U = (O,sw(s),O)

(a)

1.0

(b)

t%

FIGURE 2 Effect of non-uniform shear on the same initial field as in Figure 1. Accelerated ohmic diffusion in the region of maximum shear leads to apparent flux expulsion in a time tfe of order I ? , ' ! 1 du/dy j ,,,&I.

HIGH CONDUCTIVITY DYNAMOS AND FLUX EXPULSION

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in cylindrical polar coordinates (s, 8, z ) , and that A ( s , 8 , 0 ) = Bossin8, corresponding to a uniform field B,, parallel to 8 = 0. Then
A ( s , 8, t ) = Bo Im {f(s, t) eie} ,

(4.2)

(4.3)

where
aflat

+ io(s)f

=

(a%*

+ s-'a/as-s-2)f,

(4.4)

withf(s, 0) = s. The results of §§2 and 3 now suggest the best way to proceed. If q = 0, the solution of (4.4) is f ( s , t ) = f(s, 0)e-iWf= se-'"'.

(4.5)

The function e-'"' is a rapidly varying function of s, when t is large. When q # 0, let f(s, t) = e-'"'g(s, t ) , g(s,O) = s ,

(4.6)

so that

a2f/ds2 =

+ ag/as) e-'"', (- t2~'~g-"o''g-22to'dg/ds + a2g/as2)e-iwr.
af/as = (-ito'g

(4.7) (4.8)

Substitution in (4.4), and retaining only the term on the right which increases like ?, we have

agiat = - q ( d 2 t 2 g + . . .),
giving

(4.9)

g(s, t)

- s e-'/q""P,

(4.10)

which again describes flux expulsion on the time-scale
tfe = R,1'3 (s CO')-',

(4.11)

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STELLAR AND PLANETARY MAGNETISM

in agreement with the results of Weiss (1966). The asymptotic symbol in (4.10) needs interpretation in terms of a double limiting process

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lso’tl

1 and I q ? d e 1,

(4.12)

the latter arising from back-substitution of the solution (4.10) in (4.8) to see at what stage the term a2g/ds2becomes comparable with ?o’2g. The solution (4.10) is thus valid for 1 < oot < R d ” , (4.13)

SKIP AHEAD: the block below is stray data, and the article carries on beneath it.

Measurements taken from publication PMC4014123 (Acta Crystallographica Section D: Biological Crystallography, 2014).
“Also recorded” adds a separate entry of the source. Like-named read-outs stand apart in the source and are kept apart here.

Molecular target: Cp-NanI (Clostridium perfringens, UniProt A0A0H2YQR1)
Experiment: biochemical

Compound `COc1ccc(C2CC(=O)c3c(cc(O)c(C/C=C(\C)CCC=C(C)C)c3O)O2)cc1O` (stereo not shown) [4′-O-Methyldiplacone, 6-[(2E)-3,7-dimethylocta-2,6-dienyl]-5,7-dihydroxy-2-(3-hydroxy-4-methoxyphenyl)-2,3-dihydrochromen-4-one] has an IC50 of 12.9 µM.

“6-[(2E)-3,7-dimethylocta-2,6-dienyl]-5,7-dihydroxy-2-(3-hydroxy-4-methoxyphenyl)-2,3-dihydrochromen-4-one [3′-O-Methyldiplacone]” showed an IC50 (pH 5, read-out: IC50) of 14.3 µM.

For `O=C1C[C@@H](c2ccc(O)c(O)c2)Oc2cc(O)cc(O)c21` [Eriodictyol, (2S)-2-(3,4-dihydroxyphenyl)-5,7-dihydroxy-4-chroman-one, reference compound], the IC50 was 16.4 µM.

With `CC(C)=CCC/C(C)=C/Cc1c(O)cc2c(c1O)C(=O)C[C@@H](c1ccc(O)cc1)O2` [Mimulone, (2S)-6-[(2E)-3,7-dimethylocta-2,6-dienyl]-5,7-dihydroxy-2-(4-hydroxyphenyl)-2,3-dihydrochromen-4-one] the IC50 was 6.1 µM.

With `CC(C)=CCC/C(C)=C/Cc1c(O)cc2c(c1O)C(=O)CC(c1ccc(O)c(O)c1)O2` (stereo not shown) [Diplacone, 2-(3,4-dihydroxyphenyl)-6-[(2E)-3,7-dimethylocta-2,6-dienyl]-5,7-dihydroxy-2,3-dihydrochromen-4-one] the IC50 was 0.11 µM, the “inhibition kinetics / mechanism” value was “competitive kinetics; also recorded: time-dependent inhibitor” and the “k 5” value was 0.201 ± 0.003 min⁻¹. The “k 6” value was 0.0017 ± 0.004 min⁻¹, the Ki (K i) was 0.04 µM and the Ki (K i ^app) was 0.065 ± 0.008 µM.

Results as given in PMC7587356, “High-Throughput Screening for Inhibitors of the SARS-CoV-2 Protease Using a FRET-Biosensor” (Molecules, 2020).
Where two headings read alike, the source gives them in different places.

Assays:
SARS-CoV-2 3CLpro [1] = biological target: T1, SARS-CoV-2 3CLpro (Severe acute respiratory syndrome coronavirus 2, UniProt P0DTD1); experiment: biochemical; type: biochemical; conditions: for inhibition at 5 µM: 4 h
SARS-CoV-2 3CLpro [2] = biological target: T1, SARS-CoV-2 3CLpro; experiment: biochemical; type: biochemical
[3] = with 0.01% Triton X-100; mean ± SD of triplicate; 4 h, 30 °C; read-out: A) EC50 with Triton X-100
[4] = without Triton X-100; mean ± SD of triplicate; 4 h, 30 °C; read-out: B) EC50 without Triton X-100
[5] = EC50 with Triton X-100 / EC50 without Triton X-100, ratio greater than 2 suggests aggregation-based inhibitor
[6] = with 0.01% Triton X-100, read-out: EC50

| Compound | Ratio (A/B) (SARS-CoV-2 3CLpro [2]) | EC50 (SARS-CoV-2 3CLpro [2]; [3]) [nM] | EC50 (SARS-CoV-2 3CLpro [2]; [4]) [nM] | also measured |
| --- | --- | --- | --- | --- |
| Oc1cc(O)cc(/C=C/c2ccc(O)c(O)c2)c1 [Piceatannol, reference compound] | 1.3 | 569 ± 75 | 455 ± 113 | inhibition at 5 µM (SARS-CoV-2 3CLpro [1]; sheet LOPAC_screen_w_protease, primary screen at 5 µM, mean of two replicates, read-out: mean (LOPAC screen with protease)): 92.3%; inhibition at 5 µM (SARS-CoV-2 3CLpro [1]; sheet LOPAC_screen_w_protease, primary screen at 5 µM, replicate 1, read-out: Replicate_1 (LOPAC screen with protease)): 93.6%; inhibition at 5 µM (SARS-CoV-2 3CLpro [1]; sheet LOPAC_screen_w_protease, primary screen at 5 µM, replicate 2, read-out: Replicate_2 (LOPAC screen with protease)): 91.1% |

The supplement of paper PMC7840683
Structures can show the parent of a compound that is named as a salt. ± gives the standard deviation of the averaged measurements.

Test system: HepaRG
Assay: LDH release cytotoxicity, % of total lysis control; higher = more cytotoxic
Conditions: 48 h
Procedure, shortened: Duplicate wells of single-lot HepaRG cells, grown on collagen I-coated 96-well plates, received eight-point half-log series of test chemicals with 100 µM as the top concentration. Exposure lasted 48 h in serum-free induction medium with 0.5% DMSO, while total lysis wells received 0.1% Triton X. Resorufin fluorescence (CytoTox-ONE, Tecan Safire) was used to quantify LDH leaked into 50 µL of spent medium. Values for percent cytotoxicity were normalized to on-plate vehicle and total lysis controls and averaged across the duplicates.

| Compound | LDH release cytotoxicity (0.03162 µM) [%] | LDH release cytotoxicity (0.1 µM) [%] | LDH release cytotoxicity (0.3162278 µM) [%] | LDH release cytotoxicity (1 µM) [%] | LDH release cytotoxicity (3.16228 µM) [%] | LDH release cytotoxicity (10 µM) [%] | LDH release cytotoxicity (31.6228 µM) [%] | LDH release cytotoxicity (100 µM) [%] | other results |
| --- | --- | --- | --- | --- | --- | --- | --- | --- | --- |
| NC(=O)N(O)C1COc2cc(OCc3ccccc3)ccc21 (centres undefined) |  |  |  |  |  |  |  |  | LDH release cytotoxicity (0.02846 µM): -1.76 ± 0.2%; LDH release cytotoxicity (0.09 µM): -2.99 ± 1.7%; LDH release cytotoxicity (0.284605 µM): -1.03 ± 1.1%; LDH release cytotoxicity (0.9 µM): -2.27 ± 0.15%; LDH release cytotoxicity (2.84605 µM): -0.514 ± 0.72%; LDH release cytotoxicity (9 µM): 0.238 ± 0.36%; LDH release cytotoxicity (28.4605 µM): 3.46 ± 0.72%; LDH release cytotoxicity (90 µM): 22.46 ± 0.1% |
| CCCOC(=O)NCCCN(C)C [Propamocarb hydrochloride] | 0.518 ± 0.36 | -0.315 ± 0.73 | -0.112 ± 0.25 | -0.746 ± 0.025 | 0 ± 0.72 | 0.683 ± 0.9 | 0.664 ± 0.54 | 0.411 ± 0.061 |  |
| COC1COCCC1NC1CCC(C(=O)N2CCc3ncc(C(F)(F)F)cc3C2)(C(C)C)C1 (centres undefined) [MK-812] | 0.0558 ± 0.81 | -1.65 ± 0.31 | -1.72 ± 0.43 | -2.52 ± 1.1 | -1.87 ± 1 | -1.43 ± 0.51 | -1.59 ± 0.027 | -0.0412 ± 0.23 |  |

where wo is a typical value of 1 so’ and it is supposed that 1 o’/so’’I = 0 (1). 1, The flux expulsion time tfe = 00’ R\$13 is within the range (4.13), so that the description given by (4.10) is self-consistent. The important point to note is that, for t in the range (4.13), the function g(s, t ) defined by (4.6) is slowly varying as a function of s, whereas f(s, t ) is rapidly varying. Computer experiments based on the exact equation for g(s, t ) have in fact been carried out for values of R , up to 109 (Kamkar, 1981), and the R,1’3 behaviour for tfe (defined as the value of t for which the field perturbation energy is maximal) persists, as expected, to these high values. Computer experiments based on the equation for f fail for R m 2 103 due to inadequate radial resolution of the developing field structure.
5. Discussion

It remains to explain why the argument given by Moffatt (1978, 33.8), though appealing in its simplicity, is in fact incorrect. This argument involved simple evaluation of the diffusion term qV2A in (1.1) on the basis of the Lagrangian solution (1.2), and the assertion that, when qV2A becomes of the same order as either term on the left of ( l . l ) , neglect of diffusion is no longer valid. It is this argument that leads to the estimate tfe R,‘12to referred to in the introduction. The reason that diffusion becomes significant at an earlier stage ( R,’13to) is that, whereas the u.VA term in (1.1) leads to periodic variation of A at any fixed point (with period of order to) the diffusion term qV2A is cumulative in its effect, which must therefore be estimated by an integration from zero to t , rather than simply an evaluation at time t; it is this integration which leads to the crucial 3 term in (2.6). It is rather interesting that the normal procedure for neglecting a ‘small’ term in an equation, viz “neglect it, solve the equation,

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HIGH CONDUCTIVITY DYNAMOS AND FLUX EXPULSION

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then evaluate the neglected term to see whether it was indeed negligible” is here unreliable and gives a misleading result!

Acknowledgements

We are grateful to Dr Nigel Weiss, whose disbelief in the RA’* estimate led to a continuing investigation of the problem, and to Dr John Chapman, who contributed to some of our earlier discussions.

References
Kamkar, H., “Kinematic and dynamic aspects of flux expulsion in magnetohydrodynamics,” PhD thesis, Bristol University (1981). Moffatt, H.K., Magnetic field generation in electrically conducting fluids, Cambridge: University Press (1978). Parker, R.L., “Reconnexion of lines of force in rotating spheres and cylinders,” Proc. Roy. Soc. A291.60-72 (1966). Weiss, N.O., “The expulsion of magnetic flux by eddies,” Proc. Roy. Soc. A293, 310-328 (1966).